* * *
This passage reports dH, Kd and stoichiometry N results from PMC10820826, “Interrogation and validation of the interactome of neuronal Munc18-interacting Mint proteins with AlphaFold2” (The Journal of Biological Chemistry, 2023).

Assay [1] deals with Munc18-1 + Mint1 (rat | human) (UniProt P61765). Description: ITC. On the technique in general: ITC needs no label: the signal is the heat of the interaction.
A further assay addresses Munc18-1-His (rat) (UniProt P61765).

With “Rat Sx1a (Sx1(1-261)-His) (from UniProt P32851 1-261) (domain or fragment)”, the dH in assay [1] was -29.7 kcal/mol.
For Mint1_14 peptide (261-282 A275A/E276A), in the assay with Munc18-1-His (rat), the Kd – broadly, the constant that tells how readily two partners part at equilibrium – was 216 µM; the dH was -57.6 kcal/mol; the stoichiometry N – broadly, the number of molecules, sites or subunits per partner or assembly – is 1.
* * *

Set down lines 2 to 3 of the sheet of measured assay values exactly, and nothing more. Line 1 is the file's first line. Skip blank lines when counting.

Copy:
Assay [1] deals with Munc18-1 + Mint1 (rat | human) (UniProt P61765). Description: ITC. On the technique in general: ITC needs no label: the signal is the heat of the interaction.
A further assay addresses Munc18-1-His (rat) (UniProt P61765).